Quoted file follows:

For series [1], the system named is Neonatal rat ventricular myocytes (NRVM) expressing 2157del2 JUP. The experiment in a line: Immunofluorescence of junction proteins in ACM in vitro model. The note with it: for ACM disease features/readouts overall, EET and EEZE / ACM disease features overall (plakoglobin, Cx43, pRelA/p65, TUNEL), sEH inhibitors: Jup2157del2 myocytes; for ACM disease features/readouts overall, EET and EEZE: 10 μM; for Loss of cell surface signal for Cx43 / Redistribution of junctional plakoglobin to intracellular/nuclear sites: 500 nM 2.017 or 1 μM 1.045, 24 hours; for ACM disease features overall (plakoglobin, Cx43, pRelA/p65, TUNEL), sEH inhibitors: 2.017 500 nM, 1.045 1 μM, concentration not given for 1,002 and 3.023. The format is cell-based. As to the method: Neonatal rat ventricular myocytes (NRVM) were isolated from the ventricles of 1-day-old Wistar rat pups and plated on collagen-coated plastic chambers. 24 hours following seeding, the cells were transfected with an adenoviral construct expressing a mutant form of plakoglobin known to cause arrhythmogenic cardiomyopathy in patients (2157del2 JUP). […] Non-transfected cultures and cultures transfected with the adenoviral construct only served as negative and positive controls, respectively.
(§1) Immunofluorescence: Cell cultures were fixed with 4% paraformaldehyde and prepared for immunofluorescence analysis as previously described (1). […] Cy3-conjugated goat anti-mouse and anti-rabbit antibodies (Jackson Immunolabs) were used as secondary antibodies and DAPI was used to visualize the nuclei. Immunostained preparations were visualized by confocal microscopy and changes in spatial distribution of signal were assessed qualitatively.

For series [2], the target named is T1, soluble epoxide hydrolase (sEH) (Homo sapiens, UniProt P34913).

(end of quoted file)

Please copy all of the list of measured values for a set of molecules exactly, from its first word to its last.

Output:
For series [1], the system named is Neonatal rat ventricular myocytes (NRVM) expressing 2157del2 JUP. The experiment in a line: Immunofluorescence of junction proteins in ACM in vitro model. The note with it: for ACM disease features/readouts overall, EET and EEZE / ACM disease features overall (plakoglobin, Cx43, pRelA/p65, TUNEL), sEH inhibitors: Jup2157del2 myocytes; for ACM disease features/readouts overall, EET and EEZE: 10 μM; for Loss of cell surface signal for Cx43 / Redistribution of junctional plakoglobin to intracellular/nuclear sites: 500 nM 2.017 or 1 μM 1.045, 24 hours; for ACM disease features overall (plakoglobin, Cx43, pRelA/p65, TUNEL), sEH inhibitors: 2.017 500 nM, 1.045 1 μM, concentration not given for 1,002 and 3.023. The format is cell-based. As to the method: Neonatal rat ventricular myocytes (NRVM) were isolated from the ventricles of 1-day-old Wistar rat pups and plated on collagen-coated plastic chambers. 24 hours following seeding, the cells were transfected with an adenoviral construct expressing a mutant form of plakoglobin known to cause arrhythmogenic cardiomyopathy in patients (2157del2 JUP). […] Non-transfected cultures and cultures transfected with the adenoviral construct only served as negative and positive controls, respectively.
(§1) Immunofluorescence: Cell cultures were fixed with 4% paraformaldehyde and prepared for immunofluorescence analysis as previously described (1). […] Cy3-conjugated goat anti-mouse and anti-rabbit antibodies (Jackson Immunolabs) were used as secondary antibodies and DAPI was used to visualize the nuclei. Immunostained preparations were visualized by confocal microscopy and changes in spatial distribution of signal were assessed qualitatively.

For series [2], the target named is T1, soluble epoxide hydrolase (sEH) (Homo sapiens, UniProt P34913).